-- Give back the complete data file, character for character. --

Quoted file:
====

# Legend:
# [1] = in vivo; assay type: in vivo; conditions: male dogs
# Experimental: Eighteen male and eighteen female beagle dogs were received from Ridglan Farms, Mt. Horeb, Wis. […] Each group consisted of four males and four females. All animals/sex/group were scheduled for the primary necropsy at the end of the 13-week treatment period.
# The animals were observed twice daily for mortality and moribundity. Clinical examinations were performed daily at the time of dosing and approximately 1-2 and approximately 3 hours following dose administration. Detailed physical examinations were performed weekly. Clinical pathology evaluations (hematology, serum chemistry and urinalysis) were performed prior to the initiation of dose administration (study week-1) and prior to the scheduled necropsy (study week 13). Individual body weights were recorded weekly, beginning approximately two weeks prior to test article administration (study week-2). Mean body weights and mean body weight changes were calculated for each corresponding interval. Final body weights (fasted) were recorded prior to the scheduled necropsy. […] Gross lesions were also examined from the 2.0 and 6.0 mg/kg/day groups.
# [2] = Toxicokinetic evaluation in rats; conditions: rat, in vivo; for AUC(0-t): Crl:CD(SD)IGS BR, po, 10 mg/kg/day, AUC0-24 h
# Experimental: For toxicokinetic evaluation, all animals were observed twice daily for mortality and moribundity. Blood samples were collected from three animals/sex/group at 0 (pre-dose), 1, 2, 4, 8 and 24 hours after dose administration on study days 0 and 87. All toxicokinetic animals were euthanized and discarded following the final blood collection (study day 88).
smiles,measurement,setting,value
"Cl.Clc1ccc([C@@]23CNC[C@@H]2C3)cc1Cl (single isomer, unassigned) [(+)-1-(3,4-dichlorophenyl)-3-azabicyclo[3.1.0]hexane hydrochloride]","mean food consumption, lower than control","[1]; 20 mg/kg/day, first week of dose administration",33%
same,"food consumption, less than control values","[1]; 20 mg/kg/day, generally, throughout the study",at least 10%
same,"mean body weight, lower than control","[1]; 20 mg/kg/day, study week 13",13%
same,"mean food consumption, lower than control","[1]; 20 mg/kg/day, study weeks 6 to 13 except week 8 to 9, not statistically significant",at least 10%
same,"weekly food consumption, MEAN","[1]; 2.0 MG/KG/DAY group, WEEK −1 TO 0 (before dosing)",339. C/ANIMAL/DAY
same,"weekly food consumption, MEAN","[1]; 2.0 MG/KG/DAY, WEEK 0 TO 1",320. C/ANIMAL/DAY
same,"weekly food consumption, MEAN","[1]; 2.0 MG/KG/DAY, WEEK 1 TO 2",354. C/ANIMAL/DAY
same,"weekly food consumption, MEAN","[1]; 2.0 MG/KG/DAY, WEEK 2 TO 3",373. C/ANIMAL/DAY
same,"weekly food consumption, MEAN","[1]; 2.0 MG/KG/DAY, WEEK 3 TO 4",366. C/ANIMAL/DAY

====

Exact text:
# Legend:
# [1] = in vivo; assay type: in vivo; conditions: male dogs
# Experimental: Eighteen male and eighteen female beagle dogs were received from Ridglan Farms, Mt. Horeb, Wis. […] Each group consisted of four males and four females. All animals/sex/group were scheduled for the primary necropsy at the end of the 13-week treatment period.
# The animals were observed twice daily for mortality and moribundity. Clinical examinations were performed daily at the time of dosing and approximately 1-2 and approximately 3 hours following dose administration. Detailed physical examinations were performed weekly. Clinical pathology evaluations (hematology, serum chemistry and urinalysis) were performed prior to the initiation of dose administration (study week-1) and prior to the scheduled necropsy (study week 13). Individual body weights were recorded weekly, beginning approximately two weeks prior to test article administration (study week-2). Mean body weights and mean body weight changes were calculated for each corresponding interval. Final body weights (fasted) were recorded prior to the scheduled necropsy. […] Gross lesions were also examined from the 2.0 and 6.0 mg/kg/day groups.
# [2] = Toxicokinetic evaluation in rats; conditions: rat, in vivo; for AUC(0-t): Crl:CD(SD)IGS BR, po, 10 mg/kg/day, AUC0-24 h
# Experimental: For toxicokinetic evaluation, all animals were observed twice daily for mortality and moribundity. Blood samples were collected from three animals/sex/group at 0 (pre-dose), 1, 2, 4, 8 and 24 hours after dose administration on study days 0 and 87. All toxicokinetic animals were euthanized and discarded following the final blood collection (study day 88).
smiles,measurement,setting,value
"Cl.Clc1ccc([C@@]23CNC[C@@H]2C3)cc1Cl (single isomer, unassigned) [(+)-1-(3,4-dichlorophenyl)-3-azabicyclo[3.1.0]hexane hydrochloride]","mean food consumption, lower than control","[1]; 20 mg/kg/day, first week of dose administration",33%
same,"food consumption, less than control values","[1]; 20 mg/kg/day, generally, throughout the study",at least 10%
same,"mean body weight, lower than control","[1]; 20 mg/kg/day, study week 13",13%
same,"mean food consumption, lower than control","[1]; 20 mg/kg/day, study weeks 6 to 13 except week 8 to 9, not statistically significant",at least 10%
same,"weekly food consumption, MEAN","[1]; 2.0 MG/KG/DAY group, WEEK −1 TO 0 (before dosing)",339. C/ANIMAL/DAY
same,"weekly food consumption, MEAN","[1]; 2.0 MG/KG/DAY, WEEK 0 TO 1",320. C/ANIMAL/DAY
same,"weekly food consumption, MEAN","[1]; 2.0 MG/KG/DAY, WEEK 1 TO 2",354. C/ANIMAL/DAY
same,"weekly food consumption, MEAN","[1]; 2.0 MG/KG/DAY, WEEK 2 TO 3",373. C/ANIMAL/DAY
same,"weekly food consumption, MEAN","[1]; 2.0 MG/KG/DAY, WEEK 3 TO 4",366. C/ANIMAL/DAY